By Carla Mozee
LONDON--European stocks advanced Tuesday, with the pan-European benchmark hanging at a six-year high, but AstraZeneca PLC shares were stuck in the red after Pfizer Inc. officially walked away from its pursuit of the British drug maker.
The Stoxx Europe 600 index closed up 0.2% at 344.47 after a 0.6% run higher on Monday following European parliamentary elections.
European markets were additionally buoyed by "further dovish remarks" by European Central Bank President Draghi who "highlighted the risk of a negative spiral between low inflation, falling inflation expectations and credit for the euro area," said Guillermo Felices at Barclays asset allocation research, in a note Tuesday. "We retain our call that the ECB will cut its policy rate and/or announce targeted liquidity measures to support bank lending," at the Governing Council's meeting on June 5.
On Tuesday, Belgium, the first euro-zone country to report inflation data for May, said growth in consumer prices dropped to the lowest level in more than four years, with an inflation rate of 0.36%. The Belgium BEL 20 stock index rose 0.3% to 3,153.97.
There were strong gains in the European parliamentary elections, which ended Sunday, for anti-European Union and far-right parties, reflecting widespread voter frustration over economic austerity and lackluster growth. Overall, centrist, pro-European parties are poised to hold a majority of the 751 seats in the legislature.
Investors "took the electoral success in stride. The duopoly of the center-right and center-left will persist and still dominate the EU parliament," said currency analysts at Brown Brothers Harriman in a report Tuesday. "This will likely become clearer when the new [European Commission] president and commission are put together," they said. "The anti-EU vote is far from a unitary bloc. They are a disparate collection of national parties."
Germany's DAX 30 index turned higher by 0.5% to 9,940.82, and France's CAC 40 index moved up 0.1% to 4,529.75.
Aveva Group surged 8.8%, the best performer on the Stoxx 600, after the British engineering data and design IT systems company posted a 9% rise in 2014 pretax profit.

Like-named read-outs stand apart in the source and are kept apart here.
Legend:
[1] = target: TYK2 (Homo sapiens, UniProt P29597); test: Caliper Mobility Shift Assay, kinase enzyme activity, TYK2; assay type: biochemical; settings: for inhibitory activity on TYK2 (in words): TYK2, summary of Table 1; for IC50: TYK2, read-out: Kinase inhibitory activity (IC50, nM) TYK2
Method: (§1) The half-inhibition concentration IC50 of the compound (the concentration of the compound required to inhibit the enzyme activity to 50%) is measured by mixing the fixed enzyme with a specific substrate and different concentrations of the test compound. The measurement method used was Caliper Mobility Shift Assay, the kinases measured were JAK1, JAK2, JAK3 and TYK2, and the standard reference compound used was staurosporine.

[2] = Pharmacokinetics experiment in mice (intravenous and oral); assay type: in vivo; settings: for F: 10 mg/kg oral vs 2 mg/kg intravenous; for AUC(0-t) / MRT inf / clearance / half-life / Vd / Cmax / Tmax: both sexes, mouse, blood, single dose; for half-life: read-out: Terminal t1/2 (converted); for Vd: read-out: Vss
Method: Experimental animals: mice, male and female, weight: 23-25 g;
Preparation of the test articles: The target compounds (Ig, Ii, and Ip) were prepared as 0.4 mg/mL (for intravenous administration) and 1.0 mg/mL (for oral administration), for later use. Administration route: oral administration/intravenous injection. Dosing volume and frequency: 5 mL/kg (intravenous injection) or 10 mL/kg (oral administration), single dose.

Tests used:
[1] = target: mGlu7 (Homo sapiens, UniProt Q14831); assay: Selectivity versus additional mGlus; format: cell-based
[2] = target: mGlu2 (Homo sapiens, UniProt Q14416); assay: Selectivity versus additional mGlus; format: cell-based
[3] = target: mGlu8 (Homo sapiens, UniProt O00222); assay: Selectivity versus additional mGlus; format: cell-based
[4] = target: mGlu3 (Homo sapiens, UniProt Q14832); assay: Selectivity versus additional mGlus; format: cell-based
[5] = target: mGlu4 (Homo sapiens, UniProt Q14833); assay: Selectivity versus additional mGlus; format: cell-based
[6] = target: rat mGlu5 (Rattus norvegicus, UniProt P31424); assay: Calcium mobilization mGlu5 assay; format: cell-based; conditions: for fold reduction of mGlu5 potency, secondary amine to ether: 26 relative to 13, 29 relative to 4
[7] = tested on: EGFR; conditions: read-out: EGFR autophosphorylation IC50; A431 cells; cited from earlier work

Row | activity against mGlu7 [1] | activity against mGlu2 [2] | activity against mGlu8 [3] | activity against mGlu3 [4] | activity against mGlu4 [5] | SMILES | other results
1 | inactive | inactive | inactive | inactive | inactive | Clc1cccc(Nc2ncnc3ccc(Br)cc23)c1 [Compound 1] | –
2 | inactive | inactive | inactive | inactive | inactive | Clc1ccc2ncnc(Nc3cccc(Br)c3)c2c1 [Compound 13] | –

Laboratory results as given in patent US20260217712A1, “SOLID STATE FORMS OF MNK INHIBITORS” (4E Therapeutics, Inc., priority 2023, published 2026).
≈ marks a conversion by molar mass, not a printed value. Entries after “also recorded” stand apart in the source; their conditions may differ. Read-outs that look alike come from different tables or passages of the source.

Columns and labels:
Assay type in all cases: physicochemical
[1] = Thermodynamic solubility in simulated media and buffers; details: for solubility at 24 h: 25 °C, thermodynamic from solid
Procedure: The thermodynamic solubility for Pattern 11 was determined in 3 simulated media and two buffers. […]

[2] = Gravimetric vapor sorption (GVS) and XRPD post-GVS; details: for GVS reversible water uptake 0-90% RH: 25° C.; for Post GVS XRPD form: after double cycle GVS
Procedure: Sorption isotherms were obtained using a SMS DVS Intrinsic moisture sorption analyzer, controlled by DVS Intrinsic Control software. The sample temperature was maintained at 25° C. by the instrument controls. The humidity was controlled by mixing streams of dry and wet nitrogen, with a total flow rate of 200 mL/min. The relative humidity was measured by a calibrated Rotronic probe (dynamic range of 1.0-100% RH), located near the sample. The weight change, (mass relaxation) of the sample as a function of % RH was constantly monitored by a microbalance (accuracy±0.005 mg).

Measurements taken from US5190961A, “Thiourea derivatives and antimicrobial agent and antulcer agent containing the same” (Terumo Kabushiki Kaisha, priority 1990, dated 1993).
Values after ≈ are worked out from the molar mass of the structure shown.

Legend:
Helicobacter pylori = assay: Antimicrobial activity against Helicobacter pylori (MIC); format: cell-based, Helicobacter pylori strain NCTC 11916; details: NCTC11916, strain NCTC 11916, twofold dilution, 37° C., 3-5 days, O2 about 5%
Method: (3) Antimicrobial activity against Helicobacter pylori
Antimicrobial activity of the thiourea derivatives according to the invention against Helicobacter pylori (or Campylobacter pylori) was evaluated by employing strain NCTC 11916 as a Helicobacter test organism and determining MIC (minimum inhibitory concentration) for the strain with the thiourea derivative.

Trading resumed in the U.K. after Monday's Bank holiday. The FTSE 100 rose 0.4% to 6,844.94, led by InterContinental Hotels Group. Its shares climbed 3.1% after the owner of Holiday Inns, Crowe Plaza and other hospitality chains reportedly said over the weekend it rejected a £6 billion bid ($10.12 billion) from an unnamed U.S. company.
But AstraZeneca PLC dropped 1.8% after Pfizer Inc. officially walked away from its offer to buy the British drug maker for $120 billion.
The increased bid came four weeks from the confirmation of Pfizer's first offer, which was also rejected by AstraZeneca. U.K. takeover rules gave the firms until Monday to enter takeover discussions. Societe Generale cut its rating on AstraZeneca to sell from hold, and Panmure Gordon lowered its price target on the company, according to Dow Jones Newswires.
Meanwhile, Russian stocks were knocked lower as dozens of pro-Russian separatists were killed by Ukrainian forces in heavy fighting at Donetsk International Airport. On Sunday, pro-Europe chocolate baron Petro Poroshenko was elected as Ukraine's new president. The blue-chips MICEX index fell 2.5%, and the RTS index gave up 2.9%.
The political crisis in Ukraine slashed Russian lender VTB Bank's first-quarter profit by 98% to 400 million rubles ($11.7 million).
Italy's FTSE MIB index tilted lower by 0.4% to 21,403.55 after swinging between gains and losses. The index had been higher following a report that consumer confidence in the country in May rose to its highest level since January 2010.The MIB index on Monday rallied 1.8%, led by bank stocks, after Italian Prime Minister Matteo Renzi's center-left Democratic Party defeated a challenge from a euroskeptic party headed by comedian Beppe Grillo.
Write to Carla Mozee at [email protected]